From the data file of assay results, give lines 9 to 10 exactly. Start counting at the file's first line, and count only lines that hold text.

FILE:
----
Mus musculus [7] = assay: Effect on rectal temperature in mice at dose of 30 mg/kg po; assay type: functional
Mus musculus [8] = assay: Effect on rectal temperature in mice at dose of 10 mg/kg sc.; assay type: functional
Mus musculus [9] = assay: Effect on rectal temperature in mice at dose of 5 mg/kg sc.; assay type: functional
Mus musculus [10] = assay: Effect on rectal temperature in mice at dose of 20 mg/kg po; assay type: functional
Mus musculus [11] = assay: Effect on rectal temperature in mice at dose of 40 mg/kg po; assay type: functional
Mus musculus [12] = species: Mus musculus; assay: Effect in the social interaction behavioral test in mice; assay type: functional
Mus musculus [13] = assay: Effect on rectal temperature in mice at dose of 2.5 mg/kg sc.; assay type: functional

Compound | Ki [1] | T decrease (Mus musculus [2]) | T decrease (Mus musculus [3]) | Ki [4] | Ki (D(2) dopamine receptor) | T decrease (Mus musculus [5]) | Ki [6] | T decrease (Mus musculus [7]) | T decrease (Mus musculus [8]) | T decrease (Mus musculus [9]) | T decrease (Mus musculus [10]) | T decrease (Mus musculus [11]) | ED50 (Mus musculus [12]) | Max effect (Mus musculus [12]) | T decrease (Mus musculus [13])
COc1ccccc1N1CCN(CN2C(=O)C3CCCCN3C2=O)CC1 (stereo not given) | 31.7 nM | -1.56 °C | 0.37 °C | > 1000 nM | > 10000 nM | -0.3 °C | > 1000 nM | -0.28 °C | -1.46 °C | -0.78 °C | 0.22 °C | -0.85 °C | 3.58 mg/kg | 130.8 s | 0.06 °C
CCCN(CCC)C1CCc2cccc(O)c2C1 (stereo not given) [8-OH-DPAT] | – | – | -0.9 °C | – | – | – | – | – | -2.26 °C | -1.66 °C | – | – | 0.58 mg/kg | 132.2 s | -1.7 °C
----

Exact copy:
COc1ccccc1N1CCN(CN2C(=O)C3CCCCN3C2=O)CC1 (stereo not given) | 31.7 nM | -1.56 °C | 0.37 °C | > 1000 nM | > 10000 nM | -0.3 °C | > 1000 nM | -0.28 °C | -1.46 °C | -0.78 °C | 0.22 °C | -0.85 °C | 3.58 mg/kg | 130.8 s | 0.06 °C
CCCN(CCC)C1CCc2cccc(O)c2C1 (stereo not given) [8-OH-DPAT] | – | – | -0.9 °C | – | – | – | – | – | -2.26 °C | -1.66 °C | – | – | 0.58 mg/kg | 132.2 s | -1.7 °C